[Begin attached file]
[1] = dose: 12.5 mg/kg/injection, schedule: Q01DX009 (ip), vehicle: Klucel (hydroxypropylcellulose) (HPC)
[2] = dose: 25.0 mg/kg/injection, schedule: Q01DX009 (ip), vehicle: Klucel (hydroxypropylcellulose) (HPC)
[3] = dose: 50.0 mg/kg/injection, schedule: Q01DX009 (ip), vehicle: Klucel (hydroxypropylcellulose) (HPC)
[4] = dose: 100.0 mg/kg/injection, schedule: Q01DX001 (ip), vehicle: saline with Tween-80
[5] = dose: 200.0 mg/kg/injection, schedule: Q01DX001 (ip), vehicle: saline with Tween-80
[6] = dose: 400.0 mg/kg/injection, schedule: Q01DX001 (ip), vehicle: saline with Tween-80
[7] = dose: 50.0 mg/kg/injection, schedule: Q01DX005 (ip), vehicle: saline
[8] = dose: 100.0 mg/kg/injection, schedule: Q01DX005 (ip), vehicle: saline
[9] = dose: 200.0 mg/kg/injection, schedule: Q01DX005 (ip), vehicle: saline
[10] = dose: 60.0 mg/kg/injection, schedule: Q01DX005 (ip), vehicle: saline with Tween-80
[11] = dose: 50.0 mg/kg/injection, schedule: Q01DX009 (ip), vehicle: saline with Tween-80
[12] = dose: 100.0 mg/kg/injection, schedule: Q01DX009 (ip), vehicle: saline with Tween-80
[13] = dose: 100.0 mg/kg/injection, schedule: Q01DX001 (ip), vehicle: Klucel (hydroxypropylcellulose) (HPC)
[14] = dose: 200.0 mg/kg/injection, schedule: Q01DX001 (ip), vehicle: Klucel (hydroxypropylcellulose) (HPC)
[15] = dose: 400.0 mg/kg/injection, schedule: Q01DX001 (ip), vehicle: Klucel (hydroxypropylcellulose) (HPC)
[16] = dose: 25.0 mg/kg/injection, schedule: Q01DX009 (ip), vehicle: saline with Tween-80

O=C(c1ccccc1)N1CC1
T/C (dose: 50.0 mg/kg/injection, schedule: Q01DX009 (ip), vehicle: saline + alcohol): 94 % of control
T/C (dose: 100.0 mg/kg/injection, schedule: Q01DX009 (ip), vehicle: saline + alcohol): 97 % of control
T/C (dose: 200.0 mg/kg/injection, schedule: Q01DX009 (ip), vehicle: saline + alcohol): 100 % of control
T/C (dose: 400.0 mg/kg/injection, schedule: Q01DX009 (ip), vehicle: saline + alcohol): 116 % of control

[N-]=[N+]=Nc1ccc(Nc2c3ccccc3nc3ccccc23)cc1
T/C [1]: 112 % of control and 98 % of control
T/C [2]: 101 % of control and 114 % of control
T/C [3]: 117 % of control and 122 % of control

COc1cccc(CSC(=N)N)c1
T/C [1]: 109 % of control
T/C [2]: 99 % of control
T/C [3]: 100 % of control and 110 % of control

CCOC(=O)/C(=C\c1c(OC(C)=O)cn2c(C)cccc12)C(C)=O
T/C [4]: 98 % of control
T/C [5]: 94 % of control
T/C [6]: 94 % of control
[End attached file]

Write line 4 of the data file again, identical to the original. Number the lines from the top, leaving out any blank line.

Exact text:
[4] = dose: 100.0 mg/kg/injection, schedule: Q01DX001 (ip), vehicle: saline with Tween-80